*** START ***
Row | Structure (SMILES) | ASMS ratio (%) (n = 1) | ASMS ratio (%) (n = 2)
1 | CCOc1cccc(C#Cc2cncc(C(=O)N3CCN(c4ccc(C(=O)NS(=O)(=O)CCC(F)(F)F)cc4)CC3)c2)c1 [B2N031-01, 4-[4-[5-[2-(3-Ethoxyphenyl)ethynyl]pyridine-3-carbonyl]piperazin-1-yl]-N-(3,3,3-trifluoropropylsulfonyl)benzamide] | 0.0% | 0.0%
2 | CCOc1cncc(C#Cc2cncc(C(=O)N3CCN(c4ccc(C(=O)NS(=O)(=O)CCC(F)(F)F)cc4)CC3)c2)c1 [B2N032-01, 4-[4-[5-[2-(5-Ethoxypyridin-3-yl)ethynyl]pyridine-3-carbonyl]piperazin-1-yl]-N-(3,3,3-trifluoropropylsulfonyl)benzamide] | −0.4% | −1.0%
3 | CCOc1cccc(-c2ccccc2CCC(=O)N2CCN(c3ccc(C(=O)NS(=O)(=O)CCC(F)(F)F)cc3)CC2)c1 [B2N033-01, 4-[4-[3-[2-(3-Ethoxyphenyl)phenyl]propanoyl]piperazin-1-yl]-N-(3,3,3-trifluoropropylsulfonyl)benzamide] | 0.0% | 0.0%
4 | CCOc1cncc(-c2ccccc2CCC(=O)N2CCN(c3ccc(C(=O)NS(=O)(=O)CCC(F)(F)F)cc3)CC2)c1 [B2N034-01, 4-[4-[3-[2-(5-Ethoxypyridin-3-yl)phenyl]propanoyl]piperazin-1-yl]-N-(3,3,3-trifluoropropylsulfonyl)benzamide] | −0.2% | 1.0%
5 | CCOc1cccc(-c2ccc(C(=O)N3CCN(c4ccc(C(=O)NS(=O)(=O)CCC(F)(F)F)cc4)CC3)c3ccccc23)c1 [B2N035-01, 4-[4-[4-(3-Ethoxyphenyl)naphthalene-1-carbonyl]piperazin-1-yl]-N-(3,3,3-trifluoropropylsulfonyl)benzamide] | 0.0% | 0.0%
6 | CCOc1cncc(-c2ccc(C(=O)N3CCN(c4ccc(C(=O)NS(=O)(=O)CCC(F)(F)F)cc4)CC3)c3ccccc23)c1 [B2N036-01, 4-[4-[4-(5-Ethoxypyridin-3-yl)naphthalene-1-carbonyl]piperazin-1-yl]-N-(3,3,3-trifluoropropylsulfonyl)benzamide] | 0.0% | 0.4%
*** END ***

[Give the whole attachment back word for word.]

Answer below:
Row | Structure (SMILES) | ASMS ratio (%) (n = 1) | ASMS ratio (%) (n = 2)
1 | CCOc1cccc(C#Cc2cncc(C(=O)N3CCN(c4ccc(C(=O)NS(=O)(=O)CCC(F)(F)F)cc4)CC3)c2)c1 [B2N031-01, 4-[4-[5-[2-(3-Ethoxyphenyl)ethynyl]pyridine-3-carbonyl]piperazin-1-yl]-N-(3,3,3-trifluoropropylsulfonyl)benzamide] | 0.0% | 0.0%
2 | CCOc1cncc(C#Cc2cncc(C(=O)N3CCN(c4ccc(C(=O)NS(=O)(=O)CCC(F)(F)F)cc4)CC3)c2)c1 [B2N032-01, 4-[4-[5-[2-(5-Ethoxypyridin-3-yl)ethynyl]pyridine-3-carbonyl]piperazin-1-yl]-N-(3,3,3-trifluoropropylsulfonyl)benzamide] | −0.4% | −1.0%
3 | CCOc1cccc(-c2ccccc2CCC(=O)N2CCN(c3ccc(C(=O)NS(=O)(=O)CCC(F)(F)F)cc3)CC2)c1 [B2N033-01, 4-[4-[3-[2-(3-Ethoxyphenyl)phenyl]propanoyl]piperazin-1-yl]-N-(3,3,3-trifluoropropylsulfonyl)benzamide] | 0.0% | 0.0%
4 | CCOc1cncc(-c2ccccc2CCC(=O)N2CCN(c3ccc(C(=O)NS(=O)(=O)CCC(F)(F)F)cc3)CC2)c1 [B2N034-01, 4-[4-[3-[2-(5-Ethoxypyridin-3-yl)phenyl]propanoyl]piperazin-1-yl]-N-(3,3,3-trifluoropropylsulfonyl)benzamide] | −0.2% | 1.0%
5 | CCOc1cccc(-c2ccc(C(=O)N3CCN(c4ccc(C(=O)NS(=O)(=O)CCC(F)(F)F)cc4)CC3)c3ccccc23)c1 [B2N035-01, 4-[4-[4-(3-Ethoxyphenyl)naphthalene-1-carbonyl]piperazin-1-yl]-N-(3,3,3-trifluoropropylsulfonyl)benzamide] | 0.0% | 0.0%
6 | CCOc1cncc(-c2ccc(C(=O)N3CCN(c4ccc(C(=O)NS(=O)(=O)CCC(F)(F)F)cc4)CC3)c3ccccc23)c1 [B2N036-01, 4-[4-[4-(5-Ethoxypyridin-3-yl)naphthalene-1-carbonyl]piperazin-1-yl]-N-(3,3,3-trifluoropropylsulfonyl)benzamide] | 0.0% | 0.4%